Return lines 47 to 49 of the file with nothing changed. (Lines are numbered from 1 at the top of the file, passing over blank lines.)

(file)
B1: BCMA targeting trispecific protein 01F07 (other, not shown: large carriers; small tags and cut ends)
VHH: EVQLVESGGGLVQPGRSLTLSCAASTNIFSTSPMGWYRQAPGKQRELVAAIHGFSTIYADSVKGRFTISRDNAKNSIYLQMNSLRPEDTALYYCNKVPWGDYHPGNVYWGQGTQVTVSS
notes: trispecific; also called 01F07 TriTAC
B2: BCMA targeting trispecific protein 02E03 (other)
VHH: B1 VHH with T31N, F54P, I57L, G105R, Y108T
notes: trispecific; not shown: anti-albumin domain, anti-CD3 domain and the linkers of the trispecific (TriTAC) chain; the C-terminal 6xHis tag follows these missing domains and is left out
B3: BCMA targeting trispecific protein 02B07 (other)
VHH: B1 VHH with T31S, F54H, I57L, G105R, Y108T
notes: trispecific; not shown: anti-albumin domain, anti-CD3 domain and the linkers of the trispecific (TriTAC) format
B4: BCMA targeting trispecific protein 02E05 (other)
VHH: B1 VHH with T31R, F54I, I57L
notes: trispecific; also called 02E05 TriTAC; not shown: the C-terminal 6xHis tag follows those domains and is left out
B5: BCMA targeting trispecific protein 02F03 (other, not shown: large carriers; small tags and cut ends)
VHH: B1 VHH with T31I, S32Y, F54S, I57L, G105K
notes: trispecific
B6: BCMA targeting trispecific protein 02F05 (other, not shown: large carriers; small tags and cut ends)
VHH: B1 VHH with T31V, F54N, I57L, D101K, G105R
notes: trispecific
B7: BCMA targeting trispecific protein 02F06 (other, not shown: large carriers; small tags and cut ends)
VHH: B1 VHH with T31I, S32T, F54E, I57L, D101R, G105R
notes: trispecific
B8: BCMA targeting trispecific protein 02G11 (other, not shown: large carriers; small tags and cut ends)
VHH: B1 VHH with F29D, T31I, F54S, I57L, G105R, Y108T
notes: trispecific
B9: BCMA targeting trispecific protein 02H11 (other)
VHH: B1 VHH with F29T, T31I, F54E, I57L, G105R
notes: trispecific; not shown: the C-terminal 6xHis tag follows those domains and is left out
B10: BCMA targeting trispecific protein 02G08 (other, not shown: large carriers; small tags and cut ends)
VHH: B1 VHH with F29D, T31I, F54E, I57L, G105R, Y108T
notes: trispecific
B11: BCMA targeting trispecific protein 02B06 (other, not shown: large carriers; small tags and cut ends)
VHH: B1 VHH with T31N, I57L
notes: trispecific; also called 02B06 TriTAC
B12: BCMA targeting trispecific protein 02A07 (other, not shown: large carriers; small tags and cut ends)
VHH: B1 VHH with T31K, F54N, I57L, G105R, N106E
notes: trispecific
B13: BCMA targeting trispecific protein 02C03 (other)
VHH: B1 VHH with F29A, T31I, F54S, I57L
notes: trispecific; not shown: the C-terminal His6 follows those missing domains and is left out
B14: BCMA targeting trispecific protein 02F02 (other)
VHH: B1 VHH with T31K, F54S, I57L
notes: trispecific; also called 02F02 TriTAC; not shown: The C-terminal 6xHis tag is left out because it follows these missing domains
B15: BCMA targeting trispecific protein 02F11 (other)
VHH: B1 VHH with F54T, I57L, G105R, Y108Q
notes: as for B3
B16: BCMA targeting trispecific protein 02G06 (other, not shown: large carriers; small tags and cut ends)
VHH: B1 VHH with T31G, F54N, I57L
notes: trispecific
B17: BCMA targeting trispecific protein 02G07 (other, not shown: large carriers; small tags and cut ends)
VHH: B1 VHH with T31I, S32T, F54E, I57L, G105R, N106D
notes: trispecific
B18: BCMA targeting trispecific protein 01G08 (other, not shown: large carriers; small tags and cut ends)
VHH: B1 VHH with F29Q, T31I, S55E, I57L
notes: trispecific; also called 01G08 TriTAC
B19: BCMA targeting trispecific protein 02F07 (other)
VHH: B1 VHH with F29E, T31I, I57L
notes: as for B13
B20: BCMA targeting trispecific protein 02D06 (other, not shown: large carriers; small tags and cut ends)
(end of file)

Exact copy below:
VHH: B1 VHH with T31G, F54N, I57L
notes: trispecific
B17: BCMA targeting trispecific protein 02G07 (other, not shown: large carriers; small tags and cut ends)